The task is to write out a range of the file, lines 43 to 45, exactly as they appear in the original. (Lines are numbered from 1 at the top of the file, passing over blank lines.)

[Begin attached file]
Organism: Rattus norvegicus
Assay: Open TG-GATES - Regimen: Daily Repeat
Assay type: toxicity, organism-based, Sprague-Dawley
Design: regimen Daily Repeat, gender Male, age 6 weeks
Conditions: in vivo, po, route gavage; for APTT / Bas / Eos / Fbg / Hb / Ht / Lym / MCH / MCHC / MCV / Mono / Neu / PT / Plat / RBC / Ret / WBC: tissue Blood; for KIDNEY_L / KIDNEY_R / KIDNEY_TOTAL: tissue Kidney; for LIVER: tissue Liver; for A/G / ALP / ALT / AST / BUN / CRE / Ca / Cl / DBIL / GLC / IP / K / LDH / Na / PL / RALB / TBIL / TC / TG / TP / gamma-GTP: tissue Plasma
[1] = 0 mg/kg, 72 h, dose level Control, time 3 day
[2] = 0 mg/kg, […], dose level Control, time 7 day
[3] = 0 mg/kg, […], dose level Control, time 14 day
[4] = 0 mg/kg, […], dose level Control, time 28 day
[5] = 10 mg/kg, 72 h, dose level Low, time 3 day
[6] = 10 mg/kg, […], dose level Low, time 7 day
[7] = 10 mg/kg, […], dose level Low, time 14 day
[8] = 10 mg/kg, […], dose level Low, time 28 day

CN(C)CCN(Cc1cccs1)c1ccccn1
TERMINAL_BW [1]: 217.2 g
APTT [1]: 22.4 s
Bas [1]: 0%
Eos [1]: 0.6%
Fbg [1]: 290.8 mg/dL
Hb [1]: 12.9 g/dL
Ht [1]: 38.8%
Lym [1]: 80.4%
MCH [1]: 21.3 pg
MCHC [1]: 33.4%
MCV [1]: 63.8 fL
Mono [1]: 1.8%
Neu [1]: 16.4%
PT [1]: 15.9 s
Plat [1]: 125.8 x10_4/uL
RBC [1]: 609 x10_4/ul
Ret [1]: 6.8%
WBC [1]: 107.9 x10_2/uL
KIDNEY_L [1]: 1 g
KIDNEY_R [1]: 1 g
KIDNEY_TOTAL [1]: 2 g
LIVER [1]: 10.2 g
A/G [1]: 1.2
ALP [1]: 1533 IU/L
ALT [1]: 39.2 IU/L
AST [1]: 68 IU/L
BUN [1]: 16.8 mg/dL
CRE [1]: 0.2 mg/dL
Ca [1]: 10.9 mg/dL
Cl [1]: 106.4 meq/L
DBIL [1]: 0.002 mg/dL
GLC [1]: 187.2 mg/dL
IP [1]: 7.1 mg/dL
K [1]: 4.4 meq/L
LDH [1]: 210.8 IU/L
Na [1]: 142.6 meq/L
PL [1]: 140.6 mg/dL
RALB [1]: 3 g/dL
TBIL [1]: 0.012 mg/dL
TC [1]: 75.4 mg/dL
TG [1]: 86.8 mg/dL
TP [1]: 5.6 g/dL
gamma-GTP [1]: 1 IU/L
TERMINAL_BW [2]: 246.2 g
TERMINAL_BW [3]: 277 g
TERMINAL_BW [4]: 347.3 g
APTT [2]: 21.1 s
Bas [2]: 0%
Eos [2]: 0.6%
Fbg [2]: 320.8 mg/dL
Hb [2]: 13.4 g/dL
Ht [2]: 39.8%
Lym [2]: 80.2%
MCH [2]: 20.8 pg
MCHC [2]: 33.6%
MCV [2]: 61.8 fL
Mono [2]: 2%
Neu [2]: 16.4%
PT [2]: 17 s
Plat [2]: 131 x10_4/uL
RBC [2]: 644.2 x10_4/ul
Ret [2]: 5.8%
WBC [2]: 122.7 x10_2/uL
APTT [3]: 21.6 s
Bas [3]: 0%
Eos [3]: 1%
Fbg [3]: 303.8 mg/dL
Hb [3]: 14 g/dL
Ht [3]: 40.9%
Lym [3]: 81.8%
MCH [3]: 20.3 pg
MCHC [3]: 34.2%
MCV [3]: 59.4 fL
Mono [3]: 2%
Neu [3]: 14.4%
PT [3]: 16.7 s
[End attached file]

Ca [1]: 10.9 mg/dL
Cl [1]: 106.4 meq/L
DBIL [1]: 0.002 mg/dL